before my eyes – no longer prepared to be a victim of this creature. Lamps crashed to the ground… empty cans were accidentally cast across the room like golf balls… but despite the chaos I continued until the last drops of my energy stood to fade. Finally, by chance, I had her backed into a corner. In no time at all, GC pounced, can in hand, and sprayed an inch from the moth’s face. For a moment, she floated as if suspended from the ceiling. I could almost hear her tiny lungs cough, and see the growing veins in her eyes. GC was still spraying strongly, grinning and nodding like a maniac. I put my hand softly upon his shoulder, and he stopped, shaking his head as if emerging from a strange trance or dream. Side by side, we watched quietly, as the She fought bravely to say in the air. But it was no use. After a few seconds of struggle, she fell flat onto the ground. We peered over. Aside from the final flinch of her tiny legs, our enemy had finally been defeated. And that was that. No surprise come-back, as we half-expected, just an honourable death. Looking at the moth, lying still on her back, I couldn’t help but feel the hate and anger drain away, like losing her how somehow sprung leak within me, and all that was left in my heart was sadness. There was an absurd, yet clear and absolute dignity in the air, and though I did not feel guilt, I did feel sorrow and the tiniest prick of regret. Gently, I scoped her onto a piece of paper, and committed her mortal remains to the Northumbria sewage system. As she span in the toilet water, moving closer to the point of no return, I understand instantly the message of the night’s bizarre events, and a feeling of euphoria engulfed me. Never leave a window open on a hot summers night, and if you do, have a can of ‘Raid’ ready. You never know when some bird-like demon might swoop in, and disturb your slumber for ever. PS -
I am deeply unhappy with the length and content of this opinion... I've also not bothered to re-read so it could be littered with mistakes. Sorry it was so long and sorry the intro didn't pull off at all. Take care, I love you. P. PPS - Please observe the irony in a product called 'Raid' aiding what was basically a minor drug session, or I've wasted my time. Thank you. P.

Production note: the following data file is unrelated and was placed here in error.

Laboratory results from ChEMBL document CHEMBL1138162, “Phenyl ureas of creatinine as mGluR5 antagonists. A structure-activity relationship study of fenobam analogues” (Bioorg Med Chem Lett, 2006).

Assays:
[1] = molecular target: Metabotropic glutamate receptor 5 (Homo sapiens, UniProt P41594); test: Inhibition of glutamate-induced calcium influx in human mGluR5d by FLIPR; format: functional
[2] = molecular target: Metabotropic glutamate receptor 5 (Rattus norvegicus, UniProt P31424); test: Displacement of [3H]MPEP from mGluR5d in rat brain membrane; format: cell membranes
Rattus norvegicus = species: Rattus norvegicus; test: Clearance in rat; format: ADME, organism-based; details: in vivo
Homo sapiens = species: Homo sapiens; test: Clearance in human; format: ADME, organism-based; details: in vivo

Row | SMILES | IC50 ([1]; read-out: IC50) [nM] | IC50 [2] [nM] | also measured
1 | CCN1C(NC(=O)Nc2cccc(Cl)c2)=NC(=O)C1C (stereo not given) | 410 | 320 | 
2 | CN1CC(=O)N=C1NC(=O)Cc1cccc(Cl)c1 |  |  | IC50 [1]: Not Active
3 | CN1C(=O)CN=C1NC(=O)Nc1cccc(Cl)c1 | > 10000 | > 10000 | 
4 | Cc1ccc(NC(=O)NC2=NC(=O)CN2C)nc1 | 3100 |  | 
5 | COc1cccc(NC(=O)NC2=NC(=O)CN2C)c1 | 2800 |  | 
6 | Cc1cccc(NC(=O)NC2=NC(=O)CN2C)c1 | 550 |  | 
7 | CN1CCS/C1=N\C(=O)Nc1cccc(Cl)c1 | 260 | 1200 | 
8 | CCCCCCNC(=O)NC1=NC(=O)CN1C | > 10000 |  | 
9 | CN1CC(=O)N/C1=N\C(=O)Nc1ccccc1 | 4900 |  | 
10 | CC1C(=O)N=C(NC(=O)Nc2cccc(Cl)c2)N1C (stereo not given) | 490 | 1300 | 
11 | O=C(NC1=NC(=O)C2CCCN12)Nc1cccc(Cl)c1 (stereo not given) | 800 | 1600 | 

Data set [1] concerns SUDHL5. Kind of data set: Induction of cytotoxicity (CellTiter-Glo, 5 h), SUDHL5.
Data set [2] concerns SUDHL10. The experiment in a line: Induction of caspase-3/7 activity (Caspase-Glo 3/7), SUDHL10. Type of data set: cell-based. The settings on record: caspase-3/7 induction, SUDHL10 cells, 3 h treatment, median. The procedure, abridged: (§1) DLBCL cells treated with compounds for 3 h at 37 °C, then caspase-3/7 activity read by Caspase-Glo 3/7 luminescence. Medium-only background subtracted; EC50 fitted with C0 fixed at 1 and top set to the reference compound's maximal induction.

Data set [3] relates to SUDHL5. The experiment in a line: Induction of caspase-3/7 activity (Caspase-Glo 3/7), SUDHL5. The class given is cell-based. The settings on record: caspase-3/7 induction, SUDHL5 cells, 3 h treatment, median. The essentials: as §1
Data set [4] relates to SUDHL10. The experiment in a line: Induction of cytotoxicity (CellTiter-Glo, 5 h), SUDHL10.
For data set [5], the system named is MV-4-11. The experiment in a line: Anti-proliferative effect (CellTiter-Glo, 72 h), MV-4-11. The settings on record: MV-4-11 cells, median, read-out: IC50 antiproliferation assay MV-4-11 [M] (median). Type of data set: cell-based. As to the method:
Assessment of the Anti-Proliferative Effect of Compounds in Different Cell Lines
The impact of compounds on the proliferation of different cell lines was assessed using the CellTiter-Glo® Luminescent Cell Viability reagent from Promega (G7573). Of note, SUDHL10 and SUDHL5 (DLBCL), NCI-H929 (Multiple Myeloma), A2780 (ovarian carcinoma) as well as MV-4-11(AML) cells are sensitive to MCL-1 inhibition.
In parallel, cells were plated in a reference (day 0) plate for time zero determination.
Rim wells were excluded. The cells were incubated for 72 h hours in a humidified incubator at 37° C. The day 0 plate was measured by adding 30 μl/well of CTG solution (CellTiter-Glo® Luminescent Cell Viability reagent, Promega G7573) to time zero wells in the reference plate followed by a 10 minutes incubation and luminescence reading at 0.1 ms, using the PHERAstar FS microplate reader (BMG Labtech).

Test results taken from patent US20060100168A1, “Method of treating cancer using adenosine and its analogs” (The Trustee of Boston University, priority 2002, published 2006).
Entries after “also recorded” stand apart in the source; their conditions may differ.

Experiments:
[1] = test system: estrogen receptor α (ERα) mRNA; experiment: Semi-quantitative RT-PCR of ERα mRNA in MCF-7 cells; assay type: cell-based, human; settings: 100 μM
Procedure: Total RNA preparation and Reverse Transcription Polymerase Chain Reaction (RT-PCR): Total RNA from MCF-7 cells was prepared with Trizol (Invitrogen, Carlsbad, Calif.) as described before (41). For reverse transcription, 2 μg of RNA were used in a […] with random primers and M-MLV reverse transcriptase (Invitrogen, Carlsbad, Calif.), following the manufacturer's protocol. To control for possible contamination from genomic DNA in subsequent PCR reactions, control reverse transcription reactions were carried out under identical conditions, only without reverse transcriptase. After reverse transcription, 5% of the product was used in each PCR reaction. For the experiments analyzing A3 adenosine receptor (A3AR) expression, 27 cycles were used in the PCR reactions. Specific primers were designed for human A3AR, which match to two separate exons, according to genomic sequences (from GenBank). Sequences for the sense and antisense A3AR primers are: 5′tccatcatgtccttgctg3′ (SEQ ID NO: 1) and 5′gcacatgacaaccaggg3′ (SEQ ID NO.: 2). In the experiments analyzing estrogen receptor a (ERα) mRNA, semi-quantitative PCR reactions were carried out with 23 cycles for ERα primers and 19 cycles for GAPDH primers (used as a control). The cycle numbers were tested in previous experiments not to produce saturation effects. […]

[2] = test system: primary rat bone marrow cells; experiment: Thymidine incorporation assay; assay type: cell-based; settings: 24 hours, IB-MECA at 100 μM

I know I should be braver than I am and I do try to be kind to things like bees and wasps as they do such a lot of good in the garden. But most of the time I'm just too terrified to try and catch them in a jar with a piece of card slid neatly and carefully underneath. I do use that method on occasion, I simply can't ignore them, my fear won't let me. It doesn't matter how many times the phrase 'Ignore it, it won't hurt you if you leave it alone.' gets trotted out, I know different ok? Wasps especially are evil demons from hell that will take every chance they get to get rid of those nasty stings to defend themselves. For the flies I've bought a Venus Fly Trap, although this won't get every fly that comes into the house. I'm not scared of flies I just think they are dirty, as they walk through all manner of things and vomit on food before they eat it. So I make sure everything is covered and put well out of their way. I don't like them laying their eggs in every corner they can find either. So for those occasions when the phobia of beasties really has a grip on me Raid is a perfect solution. You see it knocks them down straight away; no messing and coming back for revenge, just down dead in seconds. I was amazed when I used it for the first time, some years ago. My phobia was a lot worse then and in the summer time I carried a tin in my bag wherever I went. Raid is for killing wasps, flies, mosquitoes and other fling insects.It's made by SC Johnson, a trusted long-established brand name. Conditions of Use This is a powerful insecticide and care should be taken to read the guidelines and instructions before use. The control of substances hazardous to health regulations (COSSH) 1988 may apply if you are using this product at work. Spray it in short bursts only into the air. 1 second of spray will release 5g of Raid into the air. I find that two short bursts u